AFP accessed journalists’ metadata almost 60 times in 2017–18

AFP accessed journalists’ metadata almost 60 times in 2017–18

The Australian Federal Police (AFP) accessed the metadata of journalists almost 60 times in one year, according to disclosures made to the first review of Australia’s mandatory data retention regime.

Under amendments made to the Telecommunications (Interception and Access) Act in 2015, all telecommunications service providers are required to store detailed phone and Internet records for their customers for a minimum of two years.

Government agencies, including the AFP, can access that information by obtaining a warrant, and disclosing the existence of such a warrant carries a penalty of up to two years imprisonment.

Accessing the metadata of journalists risk identifying their sources, which may include whistleblowers within government departments.

Documents prepared by the AFP show that investigators obtained two “journalist information warrants” during the 2017–18 financial year, which were used to access journalists’ metadata on 58 occasions.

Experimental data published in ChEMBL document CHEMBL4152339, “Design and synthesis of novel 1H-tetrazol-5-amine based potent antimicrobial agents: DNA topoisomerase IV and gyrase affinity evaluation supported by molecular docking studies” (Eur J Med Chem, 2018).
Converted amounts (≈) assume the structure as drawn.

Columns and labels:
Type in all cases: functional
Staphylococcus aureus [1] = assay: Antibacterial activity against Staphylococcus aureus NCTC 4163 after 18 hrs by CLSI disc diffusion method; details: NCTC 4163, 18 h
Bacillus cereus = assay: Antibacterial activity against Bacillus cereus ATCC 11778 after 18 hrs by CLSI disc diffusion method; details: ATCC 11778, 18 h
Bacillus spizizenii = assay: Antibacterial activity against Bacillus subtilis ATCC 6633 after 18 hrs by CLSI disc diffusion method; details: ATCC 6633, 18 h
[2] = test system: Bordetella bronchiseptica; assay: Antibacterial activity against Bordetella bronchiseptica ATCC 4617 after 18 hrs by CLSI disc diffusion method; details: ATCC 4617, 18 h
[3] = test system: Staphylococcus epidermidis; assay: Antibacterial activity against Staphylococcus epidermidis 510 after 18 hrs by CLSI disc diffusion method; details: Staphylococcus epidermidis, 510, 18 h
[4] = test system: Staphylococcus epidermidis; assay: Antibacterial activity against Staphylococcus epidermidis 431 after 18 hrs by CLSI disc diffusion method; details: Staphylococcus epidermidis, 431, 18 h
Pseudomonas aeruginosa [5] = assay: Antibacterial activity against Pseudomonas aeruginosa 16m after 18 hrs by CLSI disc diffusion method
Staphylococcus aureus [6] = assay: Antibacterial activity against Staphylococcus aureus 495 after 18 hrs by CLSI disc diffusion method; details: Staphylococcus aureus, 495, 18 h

During the same period the AFP raided ABC reporters Daniel Oakes and Sam Clark, as well as News Corp journalist Annika Smethurst, after being tasked with investigating the leaking of government material.

The AFP has refused to comment on whether the journalist information warrants were connected to the two unrelated cases, but maintains that no changes to the data retention regime are needed.

“Access to telecommunications data is a critical investigative and intelligence-gathering tool,” a spokesperson said on Monday.

“It is used in almost all investigations into criminal activity, serious civil infringements and of intelligence matters.

“Given its investigative value, it is important that Australia’s law enforcement and security agencies continue to have reliable access to telecommunications data.”

The Parliamentary Joint Committee on Intelligence and Security (PCJIS) is conducting reviews into both the impact of law enforcement powers on press freedom and the mandatory data retention regime, with reports expected in October 2019 and April 2020 respectively.

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